In a crucial effort to retake the strategic Mosul Dam from ISIS in Northern Iraq, Kurdish forces, backed by U.S. airstrikes, hammered the Islamic terrorist group with mortars and explosives Sunday night.
The New York Times reports that the Kurdish forces have seized the momentum provided by strategic U.S. airstrikes, squaring off with ISIS fighters in their most dramatic test yet. Dramatic not just because of the fierce and deadly fighting, but also because the Mosul dam is a critical resource that could also potentially be used as a catastrophic terror tool if destroyed, unleashing a massive wave of water that would lay waste to everything in its path and roll on across Iraq for 300 miles, almost to Baghdad.
The American fighter planes took out ten ISIS armed vehicles, seven Humvees, two armored personnel carriers and blew up a checkpoint manned by the Islamic terrorist group, according to the United States Central Command.
Video of a U.S. airstrike was released by the U.S. military, featuring one of the ISIS Humvees in the area of the Northern Iraq dam:
Leading up to the latest Iraq U.S. airstrikes in support of the Kurdish fighters, the U.S. had unleashed 30 others across Iraq over the last two days. Many of those strikes were aimed around the Mosul Dam which fell into ISIS hands 10 days ago. The National Security Council released a statement Sunday saying that President Obama had ordered the strikes in Iraq in an effort to help the forces opposing ISIS and to “retake and establish control over the Mosul Dam.”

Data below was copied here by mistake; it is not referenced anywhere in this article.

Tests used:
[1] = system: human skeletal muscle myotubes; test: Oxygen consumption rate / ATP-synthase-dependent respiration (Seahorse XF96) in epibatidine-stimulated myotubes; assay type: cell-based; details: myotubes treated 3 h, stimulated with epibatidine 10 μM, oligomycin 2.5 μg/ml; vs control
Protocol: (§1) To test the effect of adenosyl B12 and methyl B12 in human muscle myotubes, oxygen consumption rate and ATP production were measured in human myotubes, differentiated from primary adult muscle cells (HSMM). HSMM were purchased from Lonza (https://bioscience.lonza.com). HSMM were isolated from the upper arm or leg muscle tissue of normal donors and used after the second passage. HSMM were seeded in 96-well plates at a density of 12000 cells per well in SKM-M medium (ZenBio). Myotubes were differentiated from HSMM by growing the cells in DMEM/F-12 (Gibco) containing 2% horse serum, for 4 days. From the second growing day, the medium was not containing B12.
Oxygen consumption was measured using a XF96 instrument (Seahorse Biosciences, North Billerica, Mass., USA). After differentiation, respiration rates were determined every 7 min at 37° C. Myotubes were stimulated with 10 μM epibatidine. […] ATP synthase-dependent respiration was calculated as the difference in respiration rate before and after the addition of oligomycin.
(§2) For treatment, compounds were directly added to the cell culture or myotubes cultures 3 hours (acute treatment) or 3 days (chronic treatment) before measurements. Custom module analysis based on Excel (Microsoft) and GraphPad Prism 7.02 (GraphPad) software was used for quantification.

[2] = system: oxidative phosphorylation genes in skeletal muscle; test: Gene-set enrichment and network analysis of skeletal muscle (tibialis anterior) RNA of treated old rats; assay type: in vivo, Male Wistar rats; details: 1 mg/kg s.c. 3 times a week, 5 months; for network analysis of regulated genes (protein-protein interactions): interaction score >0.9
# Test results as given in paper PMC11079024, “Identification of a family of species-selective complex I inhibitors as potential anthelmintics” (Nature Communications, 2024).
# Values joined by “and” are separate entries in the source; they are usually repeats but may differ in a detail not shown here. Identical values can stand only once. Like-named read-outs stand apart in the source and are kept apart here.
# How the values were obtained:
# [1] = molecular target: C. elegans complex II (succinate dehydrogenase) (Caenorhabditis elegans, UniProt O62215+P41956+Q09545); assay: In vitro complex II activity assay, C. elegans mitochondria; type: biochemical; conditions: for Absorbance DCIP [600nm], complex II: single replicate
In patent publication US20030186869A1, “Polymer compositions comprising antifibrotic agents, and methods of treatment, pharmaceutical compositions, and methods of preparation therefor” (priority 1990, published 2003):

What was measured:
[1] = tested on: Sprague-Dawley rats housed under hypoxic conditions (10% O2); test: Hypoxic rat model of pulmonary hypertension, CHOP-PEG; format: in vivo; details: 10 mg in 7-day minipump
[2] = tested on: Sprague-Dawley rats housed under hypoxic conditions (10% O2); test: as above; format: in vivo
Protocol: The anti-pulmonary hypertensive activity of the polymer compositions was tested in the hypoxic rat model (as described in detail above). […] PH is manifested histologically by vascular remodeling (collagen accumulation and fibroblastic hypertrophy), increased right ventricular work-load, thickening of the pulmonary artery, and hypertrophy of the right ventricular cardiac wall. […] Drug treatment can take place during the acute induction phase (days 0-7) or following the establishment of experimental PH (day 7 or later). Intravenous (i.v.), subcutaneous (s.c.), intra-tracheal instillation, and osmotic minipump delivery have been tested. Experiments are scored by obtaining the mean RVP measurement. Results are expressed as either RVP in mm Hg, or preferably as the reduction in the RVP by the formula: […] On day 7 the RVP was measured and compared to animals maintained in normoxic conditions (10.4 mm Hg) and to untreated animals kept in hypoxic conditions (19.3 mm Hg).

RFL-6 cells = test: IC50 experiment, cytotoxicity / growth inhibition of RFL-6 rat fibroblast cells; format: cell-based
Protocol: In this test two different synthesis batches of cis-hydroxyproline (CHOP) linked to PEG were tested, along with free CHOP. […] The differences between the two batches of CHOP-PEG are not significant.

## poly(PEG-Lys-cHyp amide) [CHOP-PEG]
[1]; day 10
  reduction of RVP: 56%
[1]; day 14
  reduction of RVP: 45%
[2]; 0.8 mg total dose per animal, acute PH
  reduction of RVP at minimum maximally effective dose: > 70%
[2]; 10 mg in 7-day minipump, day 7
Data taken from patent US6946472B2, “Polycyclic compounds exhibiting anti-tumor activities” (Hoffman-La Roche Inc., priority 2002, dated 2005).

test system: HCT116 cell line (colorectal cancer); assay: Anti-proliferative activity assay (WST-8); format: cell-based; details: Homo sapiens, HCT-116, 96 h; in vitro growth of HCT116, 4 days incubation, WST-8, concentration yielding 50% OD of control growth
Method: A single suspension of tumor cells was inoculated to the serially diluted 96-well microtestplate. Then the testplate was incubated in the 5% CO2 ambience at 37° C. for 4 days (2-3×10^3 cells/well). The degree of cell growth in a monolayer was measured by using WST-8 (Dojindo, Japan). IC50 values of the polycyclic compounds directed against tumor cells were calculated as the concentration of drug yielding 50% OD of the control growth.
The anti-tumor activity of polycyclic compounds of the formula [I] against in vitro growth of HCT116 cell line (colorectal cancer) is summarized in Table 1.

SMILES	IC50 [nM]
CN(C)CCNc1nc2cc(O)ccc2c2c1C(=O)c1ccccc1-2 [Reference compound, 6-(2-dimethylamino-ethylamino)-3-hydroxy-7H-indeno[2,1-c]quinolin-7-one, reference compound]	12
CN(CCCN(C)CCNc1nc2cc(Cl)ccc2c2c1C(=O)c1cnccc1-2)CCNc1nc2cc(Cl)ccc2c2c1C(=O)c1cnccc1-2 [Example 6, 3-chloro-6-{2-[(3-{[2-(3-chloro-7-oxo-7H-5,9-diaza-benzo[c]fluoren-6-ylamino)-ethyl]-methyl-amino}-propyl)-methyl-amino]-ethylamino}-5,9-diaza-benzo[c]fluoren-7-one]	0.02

Despite reports that the Kurdish fighters had retaken the dam, as of late Sunday, Kurdish officials said fighting was ongoing around the area.
“We do not control the entire dam yet,” said Kurdish spokesman, Fuad Hussein.
At the same time, U.S. airstrikes in Northern Iraq have seemed to hamper the ISIS offensive that has terrorized the region and resulted in the brutal slaughter of hundreds, and the kidnapping of women and children. The relentless air assaults have pinned the Islamic terrorists down, bringing to a halt the seemingly effortless forward moving ransacking and pillaging of villages that ISIS fighters have, until recently, engaged in.
“The aircrafts have handicapped the ISIS forces — they cannot move easily,” said a commander of the Kurdish fighters, Hariam Agha. “They killed a lot of their fighters.”
Despite fears that ISIS militants might sabotage the dam, CNN military analyst, retired Major General James “Spider” Marks, believes the Islamic terrorist group likely wants to keep it up and running while maintaining control:
“You don’t want to have the cataclysmic event where, if this dam were to break, you would run the risk of flooding downstream along the Tigris,” said Marks. “I would think that ISIS wants to retain control of that dam and would want to maintain its integrity, because it generates this electric power and they want to be able to use that as a weapon system to those who are under their control.”
Video via the U.S. Military, images via Wikipedia, IB Times and Google Maps